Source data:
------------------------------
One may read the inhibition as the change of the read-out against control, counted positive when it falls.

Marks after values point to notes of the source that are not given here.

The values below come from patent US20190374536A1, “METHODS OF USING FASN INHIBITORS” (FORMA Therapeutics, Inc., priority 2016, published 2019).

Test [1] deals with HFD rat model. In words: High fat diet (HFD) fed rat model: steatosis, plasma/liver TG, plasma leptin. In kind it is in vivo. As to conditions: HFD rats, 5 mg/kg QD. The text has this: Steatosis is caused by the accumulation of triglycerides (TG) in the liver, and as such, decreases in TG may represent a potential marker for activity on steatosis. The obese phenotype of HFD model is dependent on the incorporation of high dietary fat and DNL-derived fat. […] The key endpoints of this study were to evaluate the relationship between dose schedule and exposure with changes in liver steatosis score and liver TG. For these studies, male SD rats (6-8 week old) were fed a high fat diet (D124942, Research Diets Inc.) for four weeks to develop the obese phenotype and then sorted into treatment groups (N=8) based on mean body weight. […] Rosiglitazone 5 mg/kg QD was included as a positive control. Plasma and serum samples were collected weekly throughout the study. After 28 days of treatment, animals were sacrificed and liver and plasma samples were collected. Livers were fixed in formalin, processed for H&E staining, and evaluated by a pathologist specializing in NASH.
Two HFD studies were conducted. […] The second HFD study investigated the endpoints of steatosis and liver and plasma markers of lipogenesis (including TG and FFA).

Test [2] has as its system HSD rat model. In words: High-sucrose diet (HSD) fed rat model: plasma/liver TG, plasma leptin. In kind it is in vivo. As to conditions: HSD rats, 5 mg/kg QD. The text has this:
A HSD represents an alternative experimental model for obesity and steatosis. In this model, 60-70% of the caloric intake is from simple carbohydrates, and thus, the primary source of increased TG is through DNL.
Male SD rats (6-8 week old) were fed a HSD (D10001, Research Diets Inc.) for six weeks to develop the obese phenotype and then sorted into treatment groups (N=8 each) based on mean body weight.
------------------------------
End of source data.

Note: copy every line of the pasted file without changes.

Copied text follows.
One may read the inhibition as the change of the read-out against control, counted positive when it falls.

Marks after values point to notes of the source that are not given here.

The values below come from patent US20190374536A1, “METHODS OF USING FASN INHIBITORS” (FORMA Therapeutics, Inc., priority 2016, published 2019).

Test [1] deals with HFD rat model. In words: High fat diet (HFD) fed rat model: steatosis, plasma/liver TG, plasma leptin. In kind it is in vivo. As to conditions: HFD rats, 5 mg/kg QD. The text has this: Steatosis is caused by the accumulation of triglycerides (TG) in the liver, and as such, decreases in TG may represent a potential marker for activity on steatosis. The obese phenotype of HFD model is dependent on the incorporation of high dietary fat and DNL-derived fat. […] The key endpoints of this study were to evaluate the relationship between dose schedule and exposure with changes in liver steatosis score and liver TG. For these studies, male SD rats (6-8 week old) were fed a high fat diet (D124942, Research Diets Inc.) for four weeks to develop the obese phenotype and then sorted into treatment groups (N=8) based on mean body weight. […] Rosiglitazone 5 mg/kg QD was included as a positive control. Plasma and serum samples were collected weekly throughout the study. After 28 days of treatment, animals were sacrificed and liver and plasma samples were collected. Livers were fixed in formalin, processed for H&E staining, and evaluated by a pathologist specializing in NASH.
Two HFD studies were conducted. […] The second HFD study investigated the endpoints of steatosis and liver and plasma markers of lipogenesis (including TG and FFA).

Test [2] has as its system HSD rat model. In words: High-sucrose diet (HSD) fed rat model: plasma/liver TG, plasma leptin. In kind it is in vivo. As to conditions: HSD rats, 5 mg/kg QD. The text has this:
A HSD represents an alternative experimental model for obesity and steatosis. In this model, 60-70% of the caloric intake is from simple carbohydrates, and thus, the primary source of increased TG is through DNL.
Male SD rats (6-8 week old) were fed a HSD (D10001, Research Diets Inc.) for six weeks to develop the obese phenotype and then sorted into treatment groups (N=8 each) based on mean body weight.